It will help understand the disease better, allowing better response; but first, govt must fix a few kinks
A National Clinical Registry of Covid-19 (NCRC), that will collect data from dedicated Covid-19 hospitals to track clinical, treatment, and other assorted data pertaining to hospitalised Covid-19 patients is a bit late in the day—of the 2 million cases reported by India so far, 1.3 million have recovered, and, that is 1.3 million data subjects lost already. But given how the outbreak seems far from over, even the late start is welcome; it will help researchers, healthcare personnel and policymakers understand the disease better, and shape more effective response. As the Indian Council of Medical Research (ICMR) has pointed out in its letter to 100 Covid-19 hospitals soliciting their participation in the NCRC, a national registry can help on multiple fronts—the data collection and standards will be overseen by 15 top medical research institutions in the country, which will also train the personnel at the participating hospitals on the collection of the data; the data will be uploaded as per a proforma so that it is available in a standardised manner.
Given how there are many gaps in our understanding of the pathogen and the disease, the importance of national databases that establish trends on disease manifestation (symptoms, severity, link with co-morbidities, age, etc), treatment protocols, patient management protocols, outcomes, after-effects, etc, can’t be stressed enough. Indeed, the ICMR is also looking at understanding the pathogen’s effect amongst children—who have been believed, very likely erroneously, to be largely safe from the disease, though there have been signs of immunomodulatory and inflammatory conditions with suspected strong links to Covid-19—through the database. A strong database and continued monitoring of patients will help look at the disease in a granular manner across verticals, which can then inform the larger-picture vision. To that end, the ICMR talking of a year’s tenure—present for the database—and central funding for participating hospitals is quite welcome. Belgium, Finland, Germany, South Africa, The Netherlands, South Korea, among others, have already rolled out massive Covid-19-specific data gathering and analytics framework; some of these countries have also tied their national response to the pandemic to data-backed, evidence-informed approaches. National registers or databases will also be the backbone of global collaboration to beat the pandemic.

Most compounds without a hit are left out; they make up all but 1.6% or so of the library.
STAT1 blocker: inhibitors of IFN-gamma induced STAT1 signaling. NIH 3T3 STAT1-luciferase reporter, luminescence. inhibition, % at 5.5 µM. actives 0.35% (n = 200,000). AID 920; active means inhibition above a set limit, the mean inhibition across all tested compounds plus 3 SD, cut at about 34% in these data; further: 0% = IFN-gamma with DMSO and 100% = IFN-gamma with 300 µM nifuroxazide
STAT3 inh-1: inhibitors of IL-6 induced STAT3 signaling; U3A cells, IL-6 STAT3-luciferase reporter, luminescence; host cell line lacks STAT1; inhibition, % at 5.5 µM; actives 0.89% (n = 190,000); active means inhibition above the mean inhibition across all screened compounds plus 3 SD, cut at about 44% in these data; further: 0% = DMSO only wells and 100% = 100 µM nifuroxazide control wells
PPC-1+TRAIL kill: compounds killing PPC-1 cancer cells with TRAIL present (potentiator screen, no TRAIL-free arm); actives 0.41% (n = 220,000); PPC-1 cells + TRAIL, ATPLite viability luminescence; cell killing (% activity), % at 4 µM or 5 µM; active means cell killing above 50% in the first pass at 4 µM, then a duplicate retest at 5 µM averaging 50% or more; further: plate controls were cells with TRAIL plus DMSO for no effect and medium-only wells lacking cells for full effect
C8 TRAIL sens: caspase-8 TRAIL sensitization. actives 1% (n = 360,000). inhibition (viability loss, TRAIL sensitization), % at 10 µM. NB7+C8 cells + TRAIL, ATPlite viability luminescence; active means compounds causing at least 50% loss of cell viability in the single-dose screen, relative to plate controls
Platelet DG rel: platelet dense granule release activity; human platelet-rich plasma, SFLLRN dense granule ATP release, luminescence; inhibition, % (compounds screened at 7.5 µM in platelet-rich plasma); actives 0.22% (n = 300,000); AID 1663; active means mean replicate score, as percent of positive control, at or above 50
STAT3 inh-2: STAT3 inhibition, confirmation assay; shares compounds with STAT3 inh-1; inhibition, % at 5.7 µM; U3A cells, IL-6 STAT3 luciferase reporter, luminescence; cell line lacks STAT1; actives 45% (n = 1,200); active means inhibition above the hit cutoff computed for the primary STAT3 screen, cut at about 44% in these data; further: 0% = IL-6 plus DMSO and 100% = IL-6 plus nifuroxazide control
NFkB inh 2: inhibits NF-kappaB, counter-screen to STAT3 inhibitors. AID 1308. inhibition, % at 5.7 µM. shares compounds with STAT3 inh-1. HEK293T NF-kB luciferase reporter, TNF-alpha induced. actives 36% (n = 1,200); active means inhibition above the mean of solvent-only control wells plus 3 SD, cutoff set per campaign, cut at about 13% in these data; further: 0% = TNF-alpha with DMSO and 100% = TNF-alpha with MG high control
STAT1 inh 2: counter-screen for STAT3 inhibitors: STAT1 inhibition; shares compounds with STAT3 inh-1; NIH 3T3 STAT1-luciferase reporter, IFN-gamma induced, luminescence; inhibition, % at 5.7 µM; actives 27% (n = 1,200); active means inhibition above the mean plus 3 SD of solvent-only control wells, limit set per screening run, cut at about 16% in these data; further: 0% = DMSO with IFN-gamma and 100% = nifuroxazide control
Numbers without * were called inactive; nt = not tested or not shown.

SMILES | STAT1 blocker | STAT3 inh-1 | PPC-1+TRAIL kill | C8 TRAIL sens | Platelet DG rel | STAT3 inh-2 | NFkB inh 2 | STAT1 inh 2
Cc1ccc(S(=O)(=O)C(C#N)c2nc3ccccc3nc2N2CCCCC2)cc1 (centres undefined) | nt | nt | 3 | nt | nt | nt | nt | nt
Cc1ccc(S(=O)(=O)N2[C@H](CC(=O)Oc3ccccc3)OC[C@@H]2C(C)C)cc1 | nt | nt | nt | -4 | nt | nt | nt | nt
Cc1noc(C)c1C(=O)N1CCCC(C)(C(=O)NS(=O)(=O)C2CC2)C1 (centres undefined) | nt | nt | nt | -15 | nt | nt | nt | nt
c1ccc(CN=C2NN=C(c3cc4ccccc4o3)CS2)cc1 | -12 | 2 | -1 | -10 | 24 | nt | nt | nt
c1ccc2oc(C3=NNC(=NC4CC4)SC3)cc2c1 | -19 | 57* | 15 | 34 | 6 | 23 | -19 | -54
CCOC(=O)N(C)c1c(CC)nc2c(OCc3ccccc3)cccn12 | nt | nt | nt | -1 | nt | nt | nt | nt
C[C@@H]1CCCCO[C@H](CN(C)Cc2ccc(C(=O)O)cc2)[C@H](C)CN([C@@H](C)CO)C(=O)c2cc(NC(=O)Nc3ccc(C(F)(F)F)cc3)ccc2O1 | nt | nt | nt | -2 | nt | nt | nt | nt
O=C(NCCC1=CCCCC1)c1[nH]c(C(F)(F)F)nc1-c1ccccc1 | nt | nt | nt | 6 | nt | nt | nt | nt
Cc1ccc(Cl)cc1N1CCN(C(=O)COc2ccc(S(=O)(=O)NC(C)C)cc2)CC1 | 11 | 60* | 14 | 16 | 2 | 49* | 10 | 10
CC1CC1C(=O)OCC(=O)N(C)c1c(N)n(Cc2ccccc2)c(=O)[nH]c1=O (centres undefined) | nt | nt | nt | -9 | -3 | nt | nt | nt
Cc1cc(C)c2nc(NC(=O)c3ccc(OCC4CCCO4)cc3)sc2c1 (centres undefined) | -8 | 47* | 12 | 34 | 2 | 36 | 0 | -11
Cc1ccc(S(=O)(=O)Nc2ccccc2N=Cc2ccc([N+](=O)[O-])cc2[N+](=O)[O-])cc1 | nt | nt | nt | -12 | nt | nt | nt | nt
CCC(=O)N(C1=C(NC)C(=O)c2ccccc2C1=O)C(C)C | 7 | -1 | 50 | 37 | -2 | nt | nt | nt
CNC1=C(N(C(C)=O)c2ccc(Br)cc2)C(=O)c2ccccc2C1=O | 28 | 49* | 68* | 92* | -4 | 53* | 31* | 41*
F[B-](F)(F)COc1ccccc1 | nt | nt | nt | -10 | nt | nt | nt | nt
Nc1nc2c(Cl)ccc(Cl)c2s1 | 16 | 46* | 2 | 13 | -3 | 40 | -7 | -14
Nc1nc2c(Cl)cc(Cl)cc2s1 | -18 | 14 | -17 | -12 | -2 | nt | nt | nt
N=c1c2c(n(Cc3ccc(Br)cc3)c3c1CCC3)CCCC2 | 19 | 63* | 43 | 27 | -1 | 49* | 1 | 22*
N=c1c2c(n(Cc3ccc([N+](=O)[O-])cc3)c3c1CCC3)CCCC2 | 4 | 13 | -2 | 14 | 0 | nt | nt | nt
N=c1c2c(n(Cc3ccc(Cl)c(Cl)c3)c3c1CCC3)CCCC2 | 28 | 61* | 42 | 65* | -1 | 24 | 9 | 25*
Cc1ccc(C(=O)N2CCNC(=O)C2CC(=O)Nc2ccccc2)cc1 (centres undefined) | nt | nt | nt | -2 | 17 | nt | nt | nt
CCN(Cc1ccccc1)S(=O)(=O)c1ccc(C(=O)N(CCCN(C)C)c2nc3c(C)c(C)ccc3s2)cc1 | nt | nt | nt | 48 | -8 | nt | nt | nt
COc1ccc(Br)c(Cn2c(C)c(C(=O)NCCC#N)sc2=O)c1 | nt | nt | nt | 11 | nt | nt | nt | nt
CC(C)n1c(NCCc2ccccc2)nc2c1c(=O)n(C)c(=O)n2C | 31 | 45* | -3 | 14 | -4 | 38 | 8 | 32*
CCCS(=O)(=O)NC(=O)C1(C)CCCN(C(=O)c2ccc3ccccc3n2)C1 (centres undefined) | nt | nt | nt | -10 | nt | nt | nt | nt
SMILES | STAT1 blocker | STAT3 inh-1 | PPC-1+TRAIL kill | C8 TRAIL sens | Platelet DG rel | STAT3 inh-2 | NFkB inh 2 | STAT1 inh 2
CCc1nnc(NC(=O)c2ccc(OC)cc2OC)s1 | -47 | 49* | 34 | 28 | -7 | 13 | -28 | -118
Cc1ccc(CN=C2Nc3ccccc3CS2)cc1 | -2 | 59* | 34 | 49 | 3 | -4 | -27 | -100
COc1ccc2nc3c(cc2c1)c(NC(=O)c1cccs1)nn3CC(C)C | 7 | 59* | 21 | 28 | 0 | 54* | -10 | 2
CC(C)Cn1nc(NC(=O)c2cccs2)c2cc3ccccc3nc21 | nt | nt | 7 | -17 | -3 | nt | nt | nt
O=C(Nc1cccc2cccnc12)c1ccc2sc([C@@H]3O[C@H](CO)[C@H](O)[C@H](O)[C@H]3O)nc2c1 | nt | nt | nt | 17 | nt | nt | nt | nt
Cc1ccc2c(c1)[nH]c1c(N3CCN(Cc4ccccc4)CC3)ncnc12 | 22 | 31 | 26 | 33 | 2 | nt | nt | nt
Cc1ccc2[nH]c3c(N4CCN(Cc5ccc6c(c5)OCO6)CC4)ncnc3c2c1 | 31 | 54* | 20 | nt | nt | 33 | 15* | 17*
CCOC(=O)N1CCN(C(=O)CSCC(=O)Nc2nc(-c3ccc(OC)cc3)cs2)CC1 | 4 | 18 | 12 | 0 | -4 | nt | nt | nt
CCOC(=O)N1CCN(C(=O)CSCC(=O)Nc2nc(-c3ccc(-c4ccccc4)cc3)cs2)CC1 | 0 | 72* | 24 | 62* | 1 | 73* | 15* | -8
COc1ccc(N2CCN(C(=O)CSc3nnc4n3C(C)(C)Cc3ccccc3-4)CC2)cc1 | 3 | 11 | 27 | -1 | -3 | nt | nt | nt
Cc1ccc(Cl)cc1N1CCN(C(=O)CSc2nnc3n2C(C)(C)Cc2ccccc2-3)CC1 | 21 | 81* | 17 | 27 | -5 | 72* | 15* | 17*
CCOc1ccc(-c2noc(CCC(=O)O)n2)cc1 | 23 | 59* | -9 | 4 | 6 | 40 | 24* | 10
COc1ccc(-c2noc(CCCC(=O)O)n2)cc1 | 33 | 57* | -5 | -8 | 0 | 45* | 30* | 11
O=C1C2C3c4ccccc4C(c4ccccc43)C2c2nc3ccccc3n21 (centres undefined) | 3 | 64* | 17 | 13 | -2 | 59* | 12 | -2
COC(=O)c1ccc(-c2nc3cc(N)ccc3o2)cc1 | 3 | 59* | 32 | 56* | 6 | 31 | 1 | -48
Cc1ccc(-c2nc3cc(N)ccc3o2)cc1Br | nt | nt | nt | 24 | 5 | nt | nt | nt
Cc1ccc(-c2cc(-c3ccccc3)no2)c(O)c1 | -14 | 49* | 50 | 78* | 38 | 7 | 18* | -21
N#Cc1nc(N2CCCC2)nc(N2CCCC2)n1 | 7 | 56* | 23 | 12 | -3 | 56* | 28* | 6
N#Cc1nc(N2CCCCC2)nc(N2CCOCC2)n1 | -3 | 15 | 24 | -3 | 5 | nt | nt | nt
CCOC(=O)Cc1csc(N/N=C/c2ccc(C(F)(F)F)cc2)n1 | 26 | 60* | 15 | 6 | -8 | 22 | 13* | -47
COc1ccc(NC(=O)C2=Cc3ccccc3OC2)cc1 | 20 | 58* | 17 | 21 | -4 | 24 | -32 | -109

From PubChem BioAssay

That said, the ICMR and AIIMS, which will be creating and managing the NCRC, will have to ensure that there is adequate sharing of data and transparency—even now, many state and local governments have not been sharing something as basic as testing data—and address issues of data collection rigour. That will need a more structured policy architecture that will lead to the generation of data. To illustrate, the decision to declare recoveries without testing, based on remission of symptoms, will cloud accuracy of data on actual patient management and treatment protocols; if a person is declared cured based of certain symptoms abating and becoming absent over a period than actual RT-PCR testing, there is no way to authoritatively say that the relevant patient management protocol will prove effective in other cases, too. Also, this complicates the understanding of viral latency, re-infection, etc. For the purposes of the NCRC, the government will have to ensure that policies leading to data generation are adjusted to ensure the rigour of data collection and facilitate analytics. Another key point will be transparency, if reports based on NCRC data are made available publicly, as has been proposed, this would largely have been addressed.